房州石 Boshu Rock

鋸山と房州石 Nokogiriyama and Boshu Rock


鈴木四郎右衛門家 石塀
Stone wall of Suzuki Shiroemon’s house

鋸山は、火山噴出物が海底で長い年月をかけて固まった凝灰岩でできています。加工しやすくまた耐火性があり竃や七輪などにも使われ庶民に親しまれました。「房州石」と呼ばれたこの石は建築資材に適し、江戸時代中頃から明治から大正にかけての最盛期には年間約56万本が切り出されました。今でも麓の町金谷では、石塀、門柱、蔵、建物の土台、灯篭などに房州石が使用されています。また、横浜の開港、台場の整備、皇居の造営など、東京湾岸の土木建築工事に使用され、日本の近代化を土台から支えました。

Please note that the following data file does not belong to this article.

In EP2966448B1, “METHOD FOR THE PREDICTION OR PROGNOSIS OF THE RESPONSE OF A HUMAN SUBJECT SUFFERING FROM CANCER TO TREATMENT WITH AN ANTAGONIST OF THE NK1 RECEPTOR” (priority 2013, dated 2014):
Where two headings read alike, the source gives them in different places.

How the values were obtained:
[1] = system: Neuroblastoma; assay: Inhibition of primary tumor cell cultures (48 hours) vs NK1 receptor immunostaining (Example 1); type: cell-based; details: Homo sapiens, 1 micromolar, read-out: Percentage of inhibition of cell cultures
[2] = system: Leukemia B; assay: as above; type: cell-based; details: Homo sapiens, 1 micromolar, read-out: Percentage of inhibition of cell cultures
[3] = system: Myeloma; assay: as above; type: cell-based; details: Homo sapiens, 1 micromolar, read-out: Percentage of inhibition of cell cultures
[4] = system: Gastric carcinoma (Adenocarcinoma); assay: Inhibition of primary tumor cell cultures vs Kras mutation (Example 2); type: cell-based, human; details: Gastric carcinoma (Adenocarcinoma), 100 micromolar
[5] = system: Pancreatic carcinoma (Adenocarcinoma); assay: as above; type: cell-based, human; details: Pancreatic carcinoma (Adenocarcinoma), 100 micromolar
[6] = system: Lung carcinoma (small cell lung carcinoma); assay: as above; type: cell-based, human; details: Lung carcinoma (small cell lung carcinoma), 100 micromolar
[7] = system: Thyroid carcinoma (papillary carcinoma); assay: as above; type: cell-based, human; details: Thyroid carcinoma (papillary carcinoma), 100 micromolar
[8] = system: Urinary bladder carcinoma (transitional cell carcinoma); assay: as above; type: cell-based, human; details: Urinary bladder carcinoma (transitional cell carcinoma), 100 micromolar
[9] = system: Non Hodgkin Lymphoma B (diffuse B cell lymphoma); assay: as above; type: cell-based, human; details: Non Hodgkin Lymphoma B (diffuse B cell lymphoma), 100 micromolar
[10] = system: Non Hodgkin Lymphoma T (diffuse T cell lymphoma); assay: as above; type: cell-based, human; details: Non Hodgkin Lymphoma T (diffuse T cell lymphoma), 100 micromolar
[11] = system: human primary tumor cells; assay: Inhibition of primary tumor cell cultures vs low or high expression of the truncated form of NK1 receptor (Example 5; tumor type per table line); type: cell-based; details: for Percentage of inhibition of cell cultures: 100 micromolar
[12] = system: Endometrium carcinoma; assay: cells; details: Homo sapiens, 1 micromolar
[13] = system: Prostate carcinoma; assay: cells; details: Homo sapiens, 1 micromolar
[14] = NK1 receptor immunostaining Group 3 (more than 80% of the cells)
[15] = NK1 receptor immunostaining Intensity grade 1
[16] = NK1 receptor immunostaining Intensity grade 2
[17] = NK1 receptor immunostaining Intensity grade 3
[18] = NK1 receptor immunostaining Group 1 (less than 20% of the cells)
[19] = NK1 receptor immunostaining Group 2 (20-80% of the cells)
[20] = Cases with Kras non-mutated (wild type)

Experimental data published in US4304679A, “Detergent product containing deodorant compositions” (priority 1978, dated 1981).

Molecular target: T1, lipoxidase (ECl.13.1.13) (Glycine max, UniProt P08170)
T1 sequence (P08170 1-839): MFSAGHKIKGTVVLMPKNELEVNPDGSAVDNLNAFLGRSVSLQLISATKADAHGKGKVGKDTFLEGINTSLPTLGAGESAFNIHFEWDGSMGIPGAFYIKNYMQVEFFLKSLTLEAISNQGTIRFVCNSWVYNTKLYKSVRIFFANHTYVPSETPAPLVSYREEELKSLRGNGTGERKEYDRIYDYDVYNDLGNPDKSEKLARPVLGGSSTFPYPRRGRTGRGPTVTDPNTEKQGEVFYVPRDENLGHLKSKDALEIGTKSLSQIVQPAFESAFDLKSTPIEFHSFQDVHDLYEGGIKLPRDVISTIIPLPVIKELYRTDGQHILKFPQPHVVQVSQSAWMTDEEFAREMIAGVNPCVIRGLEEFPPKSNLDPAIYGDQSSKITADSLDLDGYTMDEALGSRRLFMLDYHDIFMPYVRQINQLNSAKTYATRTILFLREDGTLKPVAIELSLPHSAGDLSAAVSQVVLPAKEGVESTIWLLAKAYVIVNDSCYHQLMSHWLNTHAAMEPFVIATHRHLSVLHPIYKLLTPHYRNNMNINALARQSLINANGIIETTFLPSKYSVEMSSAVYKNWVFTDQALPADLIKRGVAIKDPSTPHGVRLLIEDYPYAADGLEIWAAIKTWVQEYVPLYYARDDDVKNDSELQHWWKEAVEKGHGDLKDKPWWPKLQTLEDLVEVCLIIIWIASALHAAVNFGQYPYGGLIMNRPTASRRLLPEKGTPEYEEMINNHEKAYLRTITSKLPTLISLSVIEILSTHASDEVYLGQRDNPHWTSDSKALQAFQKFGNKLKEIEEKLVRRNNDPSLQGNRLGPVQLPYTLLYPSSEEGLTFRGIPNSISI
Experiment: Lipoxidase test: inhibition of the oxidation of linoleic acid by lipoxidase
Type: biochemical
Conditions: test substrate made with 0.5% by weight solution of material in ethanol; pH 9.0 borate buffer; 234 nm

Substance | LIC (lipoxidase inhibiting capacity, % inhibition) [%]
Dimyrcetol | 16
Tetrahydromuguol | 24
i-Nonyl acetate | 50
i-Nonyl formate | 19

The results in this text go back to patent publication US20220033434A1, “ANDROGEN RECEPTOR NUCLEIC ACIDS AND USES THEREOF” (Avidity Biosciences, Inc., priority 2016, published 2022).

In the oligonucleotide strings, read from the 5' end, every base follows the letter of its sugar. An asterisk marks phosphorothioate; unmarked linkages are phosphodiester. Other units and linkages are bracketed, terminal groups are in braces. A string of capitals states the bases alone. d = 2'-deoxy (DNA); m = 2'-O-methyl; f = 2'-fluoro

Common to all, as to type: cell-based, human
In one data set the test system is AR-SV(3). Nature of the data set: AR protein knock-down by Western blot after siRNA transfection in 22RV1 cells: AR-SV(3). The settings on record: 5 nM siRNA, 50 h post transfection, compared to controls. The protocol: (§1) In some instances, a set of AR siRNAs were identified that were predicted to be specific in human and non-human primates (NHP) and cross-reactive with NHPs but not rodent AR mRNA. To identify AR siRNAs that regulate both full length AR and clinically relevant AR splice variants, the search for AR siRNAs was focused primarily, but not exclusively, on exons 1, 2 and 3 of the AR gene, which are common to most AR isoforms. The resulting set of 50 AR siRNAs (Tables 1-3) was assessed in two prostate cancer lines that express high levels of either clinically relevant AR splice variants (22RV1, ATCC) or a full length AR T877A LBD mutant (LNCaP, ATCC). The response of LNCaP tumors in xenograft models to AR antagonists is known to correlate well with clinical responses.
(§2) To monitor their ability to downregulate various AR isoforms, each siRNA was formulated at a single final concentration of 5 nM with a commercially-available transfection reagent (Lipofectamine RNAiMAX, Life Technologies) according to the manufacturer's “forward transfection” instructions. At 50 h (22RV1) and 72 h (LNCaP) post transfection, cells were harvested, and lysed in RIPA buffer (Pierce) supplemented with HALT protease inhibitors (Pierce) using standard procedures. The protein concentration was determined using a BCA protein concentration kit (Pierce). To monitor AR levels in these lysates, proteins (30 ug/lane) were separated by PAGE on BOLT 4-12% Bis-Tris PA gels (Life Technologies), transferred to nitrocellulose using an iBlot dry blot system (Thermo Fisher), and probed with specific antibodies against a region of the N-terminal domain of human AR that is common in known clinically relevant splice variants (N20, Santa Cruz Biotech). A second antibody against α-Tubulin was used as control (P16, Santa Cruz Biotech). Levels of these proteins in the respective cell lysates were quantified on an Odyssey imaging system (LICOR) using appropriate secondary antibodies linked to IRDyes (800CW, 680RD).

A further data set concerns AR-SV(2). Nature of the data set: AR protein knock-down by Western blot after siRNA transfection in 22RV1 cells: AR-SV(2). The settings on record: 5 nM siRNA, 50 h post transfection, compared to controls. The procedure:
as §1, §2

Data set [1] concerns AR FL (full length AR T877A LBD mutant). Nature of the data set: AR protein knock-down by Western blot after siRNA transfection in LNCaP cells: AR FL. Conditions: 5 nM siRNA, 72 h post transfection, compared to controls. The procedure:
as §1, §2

Nokogiriyama is composed of volcanic ejects which compacted over a long period of time on the sea-bed. This traceable and fire-resistant tuff was popular for making furnaces and charcoal braziers. It was called Boshu ishi or Boshu rock and was highly sought after as building materials. From mid-Edo period to its peak in Meiji and Taisho period, 560,000 pieces of Boshu rock were extracted annually. You can see it still being used today in stonewalls, gate posts, storehouses, building foundations, garden lanterns, etc. at the foot of the mountain in the town of Kanaya. It played a key role in construction in Tokyo Bay area including Yokohama’ s port opening, Daiba fortress’ structural reinforcements and in the erection of the Imperial Palace. This rock that reinforced the foundation of Japan’ s modernization is named after Boshu, the southern region of Chiba prefecture.